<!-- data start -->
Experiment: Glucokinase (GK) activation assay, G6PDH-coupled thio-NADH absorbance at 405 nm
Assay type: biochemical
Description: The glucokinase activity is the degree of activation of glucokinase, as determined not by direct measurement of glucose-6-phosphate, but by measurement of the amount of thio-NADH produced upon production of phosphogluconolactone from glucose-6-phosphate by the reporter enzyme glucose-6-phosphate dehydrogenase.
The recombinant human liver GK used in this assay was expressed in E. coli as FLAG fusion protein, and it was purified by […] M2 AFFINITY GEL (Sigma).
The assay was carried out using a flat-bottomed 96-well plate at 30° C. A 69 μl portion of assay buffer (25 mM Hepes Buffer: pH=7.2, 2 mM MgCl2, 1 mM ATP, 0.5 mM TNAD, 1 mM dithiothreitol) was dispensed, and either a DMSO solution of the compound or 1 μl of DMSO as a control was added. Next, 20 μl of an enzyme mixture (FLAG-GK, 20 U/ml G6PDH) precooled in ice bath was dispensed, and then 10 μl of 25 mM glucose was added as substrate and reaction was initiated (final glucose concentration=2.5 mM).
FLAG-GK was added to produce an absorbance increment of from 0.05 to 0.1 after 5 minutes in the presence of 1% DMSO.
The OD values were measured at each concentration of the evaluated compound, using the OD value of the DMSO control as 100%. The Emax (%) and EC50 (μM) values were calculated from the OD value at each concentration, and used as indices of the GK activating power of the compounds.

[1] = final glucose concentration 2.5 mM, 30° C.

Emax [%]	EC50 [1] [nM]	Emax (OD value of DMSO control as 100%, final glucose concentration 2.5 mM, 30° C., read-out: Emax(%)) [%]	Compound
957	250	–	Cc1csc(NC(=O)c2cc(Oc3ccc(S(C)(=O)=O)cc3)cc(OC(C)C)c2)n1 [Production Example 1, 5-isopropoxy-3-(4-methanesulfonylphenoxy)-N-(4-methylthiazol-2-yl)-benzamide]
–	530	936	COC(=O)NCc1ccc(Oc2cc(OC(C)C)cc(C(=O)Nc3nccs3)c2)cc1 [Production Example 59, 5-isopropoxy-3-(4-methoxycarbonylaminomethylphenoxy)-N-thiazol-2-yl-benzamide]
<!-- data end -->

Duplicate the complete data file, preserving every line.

Experiment: Glucokinase (GK) activation assay, G6PDH-coupled thio-NADH absorbance at 405 nm
Assay type: biochemical
Description: The glucokinase activity is the degree of activation of glucokinase, as determined not by direct measurement of glucose-6-phosphate, but by measurement of the amount of thio-NADH produced upon production of phosphogluconolactone from glucose-6-phosphate by the reporter enzyme glucose-6-phosphate dehydrogenase.
The recombinant human liver GK used in this assay was expressed in E. coli as FLAG fusion protein, and it was purified by […] M2 AFFINITY GEL (Sigma).
The assay was carried out using a flat-bottomed 96-well plate at 30° C. A 69 μl portion of assay buffer (25 mM Hepes Buffer: pH=7.2, 2 mM MgCl2, 1 mM ATP, 0.5 mM TNAD, 1 mM dithiothreitol) was dispensed, and either a DMSO solution of the compound or 1 μl of DMSO as a control was added. Next, 20 μl of an enzyme mixture (FLAG-GK, 20 U/ml G6PDH) precooled in ice bath was dispensed, and then 10 μl of 25 mM glucose was added as substrate and reaction was initiated (final glucose concentration=2.5 mM).
FLAG-GK was added to produce an absorbance increment of from 0.05 to 0.1 after 5 minutes in the presence of 1% DMSO.
The OD values were measured at each concentration of the evaluated compound, using the OD value of the DMSO control as 100%. The Emax (%) and EC50 (μM) values were calculated from the OD value at each concentration, and used as indices of the GK activating power of the compounds.

[1] = final glucose concentration 2.5 mM, 30° C.

Emax [%]	EC50 [1] [nM]	Emax (OD value of DMSO control as 100%, final glucose concentration 2.5 mM, 30° C., read-out: Emax(%)) [%]	Compound
957	250	–	Cc1csc(NC(=O)c2cc(Oc3ccc(S(C)(=O)=O)cc3)cc(OC(C)C)c2)n1 [Production Example 1, 5-isopropoxy-3-(4-methanesulfonylphenoxy)-N-(4-methylthiazol-2-yl)-benzamide]
–	530	936	COC(=O)NCc1ccc(Oc2cc(OC(C)C)cc(C(=O)Nc3nccs3)c2)cc1 [Production Example 59, 5-isopropoxy-3-(4-methoxycarbonylaminomethylphenoxy)-N-thiazol-2-yl-benzamide]